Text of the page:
You’ll also build a certain level of kinship with people in your town as well as key characters in every main area of the game. This includes the two other members of your party: Kaine and Emil — both of which also have interesting backstories which I will not spoil here. Just know that all these relationships and it resonates with you, the player, will determine much of what you’ll feel about the game’s story.

NieR Replicant

“Fan Service” Kaine

Dealing with loss

One thing that you will constantly encounter in the game is the feeling of dealing with loss. It already feels heavy on its own, but if I may step back a bit. Having to deal with loss in real life recently and feeling the collective grief of people in my circle also having to deal with the same just amplifies the general feeling of hopelessness and emptiness of experiencing loss.

This feeling, however prevalent in the game, is perfectly balanced by the injection of humor from Grimoir Weiss and the happy memories you have with the ones you’ve lost. Memories also play a part in key points of the story.

Multi-faceted gameplay 

Shifting the tone a little bit, the overall gameplay of NieR Replicant will keep you on your toes.

It’s not just a mindless hack and slash game. There are sections where it’ll turn into a 2D platformer with some sprinkles of puzzle solving.

The level designs are fantastic. One thing that stood out to me is how the Square Enix and Toylogic very intentionally frames certain levels. Since this is, after all, a sort of remake of game that was first released in 2010, it is free from the burden of giving the player full camera control. This results in beautifully framed scenes as you play.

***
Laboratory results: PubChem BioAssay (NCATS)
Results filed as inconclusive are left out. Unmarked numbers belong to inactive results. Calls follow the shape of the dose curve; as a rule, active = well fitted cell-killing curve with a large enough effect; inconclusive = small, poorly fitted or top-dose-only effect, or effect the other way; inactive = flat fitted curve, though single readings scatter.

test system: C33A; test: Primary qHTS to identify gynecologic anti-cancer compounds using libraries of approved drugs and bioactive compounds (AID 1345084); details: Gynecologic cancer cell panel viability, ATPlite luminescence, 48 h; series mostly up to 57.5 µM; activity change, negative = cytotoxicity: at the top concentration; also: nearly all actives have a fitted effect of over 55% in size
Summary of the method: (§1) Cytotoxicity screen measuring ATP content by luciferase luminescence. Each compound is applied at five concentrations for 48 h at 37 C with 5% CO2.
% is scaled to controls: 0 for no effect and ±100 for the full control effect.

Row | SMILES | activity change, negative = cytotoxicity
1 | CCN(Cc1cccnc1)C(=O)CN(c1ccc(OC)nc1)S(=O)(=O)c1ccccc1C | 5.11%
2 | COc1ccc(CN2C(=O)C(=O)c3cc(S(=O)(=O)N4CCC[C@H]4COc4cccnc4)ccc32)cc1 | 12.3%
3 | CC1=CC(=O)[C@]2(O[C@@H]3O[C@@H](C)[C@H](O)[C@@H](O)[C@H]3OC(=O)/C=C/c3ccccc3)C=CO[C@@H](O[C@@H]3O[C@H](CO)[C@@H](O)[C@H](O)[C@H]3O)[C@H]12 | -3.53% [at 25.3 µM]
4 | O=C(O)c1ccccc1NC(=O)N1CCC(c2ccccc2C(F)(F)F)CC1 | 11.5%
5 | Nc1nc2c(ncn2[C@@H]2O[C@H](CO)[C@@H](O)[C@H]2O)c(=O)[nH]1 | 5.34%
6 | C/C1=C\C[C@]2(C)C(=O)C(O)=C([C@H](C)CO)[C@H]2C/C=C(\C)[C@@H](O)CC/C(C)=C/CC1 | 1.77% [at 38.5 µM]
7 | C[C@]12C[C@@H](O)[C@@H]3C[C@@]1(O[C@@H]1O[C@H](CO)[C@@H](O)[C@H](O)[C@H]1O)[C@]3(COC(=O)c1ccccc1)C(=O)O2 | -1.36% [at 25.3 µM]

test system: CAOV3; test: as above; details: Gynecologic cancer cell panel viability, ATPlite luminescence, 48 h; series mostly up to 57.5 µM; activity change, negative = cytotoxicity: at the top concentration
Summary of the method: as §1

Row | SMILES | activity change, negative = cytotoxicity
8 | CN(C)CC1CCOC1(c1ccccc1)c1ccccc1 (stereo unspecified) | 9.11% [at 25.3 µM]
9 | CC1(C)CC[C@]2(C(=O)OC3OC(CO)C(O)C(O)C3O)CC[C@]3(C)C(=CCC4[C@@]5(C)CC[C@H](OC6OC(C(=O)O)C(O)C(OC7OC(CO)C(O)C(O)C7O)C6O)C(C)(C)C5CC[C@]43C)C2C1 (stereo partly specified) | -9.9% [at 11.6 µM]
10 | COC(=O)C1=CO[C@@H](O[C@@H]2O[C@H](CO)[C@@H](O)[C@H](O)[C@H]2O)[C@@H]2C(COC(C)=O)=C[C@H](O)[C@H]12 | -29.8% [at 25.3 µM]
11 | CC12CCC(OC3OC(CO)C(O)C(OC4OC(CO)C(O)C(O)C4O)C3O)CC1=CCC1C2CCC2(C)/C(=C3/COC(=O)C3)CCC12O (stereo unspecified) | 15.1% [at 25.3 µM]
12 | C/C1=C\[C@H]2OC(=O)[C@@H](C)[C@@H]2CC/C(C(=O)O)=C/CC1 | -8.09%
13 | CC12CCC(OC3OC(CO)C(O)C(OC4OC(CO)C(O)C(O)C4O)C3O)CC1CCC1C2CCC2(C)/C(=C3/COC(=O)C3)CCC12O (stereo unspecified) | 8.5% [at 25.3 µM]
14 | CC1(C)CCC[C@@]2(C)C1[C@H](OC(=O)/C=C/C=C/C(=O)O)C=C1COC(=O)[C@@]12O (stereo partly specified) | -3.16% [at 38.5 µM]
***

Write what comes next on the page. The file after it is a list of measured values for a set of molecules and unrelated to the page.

There’s one particular area that reminds me of the camera work on the original Resident Evil games on the PlayStation One.

Later on in the game, you’ll enter a deeper portion of that area and it will give you an entire section of the game that looks and plays like Diablo II. 

These areas are all perfectly placed in different sections of the game that certainly adds to the overall pacing. It can feel draggy, especially when you’re doing side quests, but having levels and areas like this make it all better. Oh and yeah, take some time to do side quests, it’ll help with getting gold (the game’s currency), some useful items, and immerse you further in the game’s world.

Here’s a quick look at the combat in the early part of the game.

The music is just… *chef’s kiss

I’ve already talked about this at length in my first impressions. But even then, it would be a disservice to not mention it here again. The music in this game is just my cup of tea.

It’s the kind of music that really transports you into the game world. If you’ve ever had fantasies of being whisked away to a different reality, the music in this game is what you would imagine to be playing.